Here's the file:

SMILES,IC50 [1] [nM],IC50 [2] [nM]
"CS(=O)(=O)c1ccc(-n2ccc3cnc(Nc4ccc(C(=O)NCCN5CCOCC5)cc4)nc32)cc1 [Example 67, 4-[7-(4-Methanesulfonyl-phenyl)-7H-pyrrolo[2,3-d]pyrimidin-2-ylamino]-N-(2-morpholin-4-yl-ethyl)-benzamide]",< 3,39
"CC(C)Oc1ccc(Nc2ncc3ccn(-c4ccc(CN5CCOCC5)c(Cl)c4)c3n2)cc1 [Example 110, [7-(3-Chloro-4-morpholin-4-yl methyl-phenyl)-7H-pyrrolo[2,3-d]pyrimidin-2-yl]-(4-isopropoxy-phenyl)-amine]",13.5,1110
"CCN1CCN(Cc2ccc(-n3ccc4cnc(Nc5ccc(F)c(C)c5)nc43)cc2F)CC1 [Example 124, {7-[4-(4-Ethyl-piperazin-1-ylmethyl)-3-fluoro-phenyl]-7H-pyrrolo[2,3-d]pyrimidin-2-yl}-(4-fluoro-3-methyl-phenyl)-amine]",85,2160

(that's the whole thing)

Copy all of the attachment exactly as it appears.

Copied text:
SMILES,IC50 [1] [nM],IC50 [2] [nM]
"CS(=O)(=O)c1ccc(-n2ccc3cnc(Nc4ccc(C(=O)NCCN5CCOCC5)cc4)nc32)cc1 [Example 67, 4-[7-(4-Methanesulfonyl-phenyl)-7H-pyrrolo[2,3-d]pyrimidin-2-ylamino]-N-(2-morpholin-4-yl-ethyl)-benzamide]",< 3,39
"CC(C)Oc1ccc(Nc2ncc3ccn(-c4ccc(CN5CCOCC5)c(Cl)c4)c3n2)cc1 [Example 110, [7-(3-Chloro-4-morpholin-4-yl methyl-phenyl)-7H-pyrrolo[2,3-d]pyrimidin-2-yl]-(4-isopropoxy-phenyl)-amine]",13.5,1110
"CCN1CCN(Cc2ccc(-n3ccc4cnc(Nc5ccc(F)c(C)c5)nc43)cc2F)CC1 [Example 124, {7-[4-(4-Ethyl-piperazin-1-ylmethyl)-3-fluoro-phenyl]-7H-pyrrolo[2,3-d]pyrimidin-2-yl}-(4-fluoro-3-methyl-phenyl)-amine]",85,2160